Texas firm invests $2 million in safety after OSHA inspection
OSHA's Houston North area office began its investigation April 23 in response to a complaint, and subsequently learned that an employee's arm had been amputated in a mechanical power press.
In response to the OSHA investigation, Goodman Manufacturing took immediate steps to safeguard workers and has invested more than $2 million to improve equipment and processes for the long-term safety of its employees, according to an OSHA statement. OSHA reduced its original proposed penalty of $469,700 to $277,000, acknowledging the company's positive steps.
The company, which employs about 3,100 workers at its two Houston facilities known as the "Cooling Plant" and "Furnace Plant," was cited with 62 alleged serious, 11 alleged repeat and 10 alleged other violations of safety standards.
Alleged serious violations included failure to follow lockout/tagout procedures to ensure that machinery is not accidentally energized during repair or maintenance operations; failure to provide training on powered industrial trucks; failure to inspect the mechanical power press; not providing personal protective equipment; not providing a means of egress, and improper storage of flammable and combustible liquids.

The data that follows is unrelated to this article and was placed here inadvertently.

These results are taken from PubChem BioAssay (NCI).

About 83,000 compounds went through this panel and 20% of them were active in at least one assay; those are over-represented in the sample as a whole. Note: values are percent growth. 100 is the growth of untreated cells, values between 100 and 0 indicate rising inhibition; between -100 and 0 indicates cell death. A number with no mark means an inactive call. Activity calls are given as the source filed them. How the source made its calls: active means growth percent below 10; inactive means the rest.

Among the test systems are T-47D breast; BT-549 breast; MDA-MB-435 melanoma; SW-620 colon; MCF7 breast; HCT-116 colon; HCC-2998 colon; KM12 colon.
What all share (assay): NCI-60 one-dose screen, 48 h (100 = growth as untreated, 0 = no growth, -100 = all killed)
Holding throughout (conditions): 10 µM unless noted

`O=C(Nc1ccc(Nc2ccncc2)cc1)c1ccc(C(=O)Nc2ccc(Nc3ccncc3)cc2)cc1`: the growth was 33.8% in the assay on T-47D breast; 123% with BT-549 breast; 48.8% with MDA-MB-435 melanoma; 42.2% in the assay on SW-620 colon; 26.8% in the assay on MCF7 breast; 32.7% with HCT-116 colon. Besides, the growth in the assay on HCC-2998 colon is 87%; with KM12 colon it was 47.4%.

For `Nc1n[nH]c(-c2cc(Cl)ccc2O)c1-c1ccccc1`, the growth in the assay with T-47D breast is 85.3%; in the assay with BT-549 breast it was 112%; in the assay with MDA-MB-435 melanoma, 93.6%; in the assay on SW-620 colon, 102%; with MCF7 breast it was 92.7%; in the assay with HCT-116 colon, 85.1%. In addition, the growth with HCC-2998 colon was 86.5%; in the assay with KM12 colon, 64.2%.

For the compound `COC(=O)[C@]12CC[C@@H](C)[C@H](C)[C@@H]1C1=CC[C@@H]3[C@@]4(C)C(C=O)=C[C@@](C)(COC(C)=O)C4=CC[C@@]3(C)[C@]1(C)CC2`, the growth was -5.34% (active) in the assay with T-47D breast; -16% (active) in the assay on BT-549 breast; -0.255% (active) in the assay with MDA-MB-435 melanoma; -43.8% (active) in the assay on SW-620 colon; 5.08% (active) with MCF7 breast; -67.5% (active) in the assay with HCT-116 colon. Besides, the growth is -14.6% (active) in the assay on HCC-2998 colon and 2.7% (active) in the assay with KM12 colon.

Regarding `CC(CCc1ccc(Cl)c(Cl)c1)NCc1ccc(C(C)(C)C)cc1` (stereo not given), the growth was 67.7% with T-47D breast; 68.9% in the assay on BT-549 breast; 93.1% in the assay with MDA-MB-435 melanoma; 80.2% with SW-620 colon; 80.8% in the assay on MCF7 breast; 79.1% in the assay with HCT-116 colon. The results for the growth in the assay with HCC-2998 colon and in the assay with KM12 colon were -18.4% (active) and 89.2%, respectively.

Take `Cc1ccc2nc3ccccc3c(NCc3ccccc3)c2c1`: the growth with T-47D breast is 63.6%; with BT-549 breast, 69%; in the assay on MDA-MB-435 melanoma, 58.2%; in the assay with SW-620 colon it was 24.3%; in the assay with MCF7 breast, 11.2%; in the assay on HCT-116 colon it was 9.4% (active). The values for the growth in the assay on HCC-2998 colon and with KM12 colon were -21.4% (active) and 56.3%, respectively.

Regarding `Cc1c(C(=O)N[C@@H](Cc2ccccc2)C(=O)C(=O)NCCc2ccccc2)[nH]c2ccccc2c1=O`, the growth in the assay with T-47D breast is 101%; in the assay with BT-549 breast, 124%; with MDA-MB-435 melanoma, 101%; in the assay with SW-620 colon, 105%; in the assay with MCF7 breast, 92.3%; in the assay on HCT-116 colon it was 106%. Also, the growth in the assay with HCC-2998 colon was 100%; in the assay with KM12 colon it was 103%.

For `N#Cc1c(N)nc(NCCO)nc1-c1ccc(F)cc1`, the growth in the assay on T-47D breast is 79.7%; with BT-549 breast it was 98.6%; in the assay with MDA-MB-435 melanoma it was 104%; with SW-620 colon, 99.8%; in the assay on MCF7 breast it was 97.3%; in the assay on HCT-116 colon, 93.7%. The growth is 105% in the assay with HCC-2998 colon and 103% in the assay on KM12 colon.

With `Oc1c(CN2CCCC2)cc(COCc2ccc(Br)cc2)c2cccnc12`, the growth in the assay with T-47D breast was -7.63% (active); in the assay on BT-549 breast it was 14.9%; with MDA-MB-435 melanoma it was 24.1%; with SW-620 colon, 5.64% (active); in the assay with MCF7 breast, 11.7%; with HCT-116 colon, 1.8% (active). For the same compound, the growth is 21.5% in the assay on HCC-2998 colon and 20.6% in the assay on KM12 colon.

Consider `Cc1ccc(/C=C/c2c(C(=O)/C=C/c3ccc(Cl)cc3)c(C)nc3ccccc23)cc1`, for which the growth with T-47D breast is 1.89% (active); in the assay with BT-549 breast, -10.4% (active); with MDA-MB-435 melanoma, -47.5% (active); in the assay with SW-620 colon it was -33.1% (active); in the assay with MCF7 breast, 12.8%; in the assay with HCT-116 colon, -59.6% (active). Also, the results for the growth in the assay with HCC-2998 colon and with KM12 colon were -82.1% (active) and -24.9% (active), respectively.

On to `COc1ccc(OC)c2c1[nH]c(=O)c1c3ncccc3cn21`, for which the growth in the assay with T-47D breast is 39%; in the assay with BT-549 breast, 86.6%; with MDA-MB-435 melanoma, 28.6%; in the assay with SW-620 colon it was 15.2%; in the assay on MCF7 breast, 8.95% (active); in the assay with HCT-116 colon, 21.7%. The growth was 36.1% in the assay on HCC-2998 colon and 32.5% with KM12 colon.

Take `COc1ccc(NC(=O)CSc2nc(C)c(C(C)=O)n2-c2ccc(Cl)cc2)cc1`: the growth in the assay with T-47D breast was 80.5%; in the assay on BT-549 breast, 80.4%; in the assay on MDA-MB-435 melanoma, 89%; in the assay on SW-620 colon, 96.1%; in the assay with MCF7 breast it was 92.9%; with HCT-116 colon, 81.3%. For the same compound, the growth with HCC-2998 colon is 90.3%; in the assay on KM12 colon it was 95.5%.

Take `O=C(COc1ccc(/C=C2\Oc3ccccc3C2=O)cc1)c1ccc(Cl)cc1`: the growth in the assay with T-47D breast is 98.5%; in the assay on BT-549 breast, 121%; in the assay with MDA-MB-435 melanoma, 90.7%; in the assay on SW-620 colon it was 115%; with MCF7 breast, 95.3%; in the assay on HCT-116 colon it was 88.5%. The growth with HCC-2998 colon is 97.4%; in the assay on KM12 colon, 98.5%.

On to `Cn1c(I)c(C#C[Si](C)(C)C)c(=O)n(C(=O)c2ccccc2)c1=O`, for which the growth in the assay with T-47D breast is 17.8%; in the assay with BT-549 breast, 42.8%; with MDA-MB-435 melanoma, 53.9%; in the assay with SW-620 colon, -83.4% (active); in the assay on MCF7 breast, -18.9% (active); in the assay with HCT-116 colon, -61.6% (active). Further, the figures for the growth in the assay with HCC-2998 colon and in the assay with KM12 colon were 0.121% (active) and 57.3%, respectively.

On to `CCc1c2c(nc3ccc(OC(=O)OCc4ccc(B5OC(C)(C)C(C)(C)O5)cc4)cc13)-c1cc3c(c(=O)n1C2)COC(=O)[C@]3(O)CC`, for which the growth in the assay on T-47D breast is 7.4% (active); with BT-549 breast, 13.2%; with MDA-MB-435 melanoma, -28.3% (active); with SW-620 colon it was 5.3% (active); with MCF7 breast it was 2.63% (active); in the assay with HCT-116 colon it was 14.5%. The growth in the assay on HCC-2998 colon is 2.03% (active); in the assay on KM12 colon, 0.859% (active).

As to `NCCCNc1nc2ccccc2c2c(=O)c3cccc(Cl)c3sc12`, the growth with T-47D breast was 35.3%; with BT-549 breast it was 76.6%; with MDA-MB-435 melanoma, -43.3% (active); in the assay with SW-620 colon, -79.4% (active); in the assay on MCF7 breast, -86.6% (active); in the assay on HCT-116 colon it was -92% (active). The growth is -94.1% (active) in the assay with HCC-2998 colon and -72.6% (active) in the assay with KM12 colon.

Alleged repeat violations included failure to provide medical evaluations for respiratory protection, inadequate respiratory protection and unguarded electrical devices.
Goodman Manufacturing has begun correcting all citation items and agreed to establish an effective safety and health program with sufficient resources for the effort, including a full time certified safety and health professional. The company also will strengthen employee training and will conduct comprehensive safety and health audits at each of the facilities. A comprehensive energy control program will be established to fully comply with OSHA lockout/tagout standards.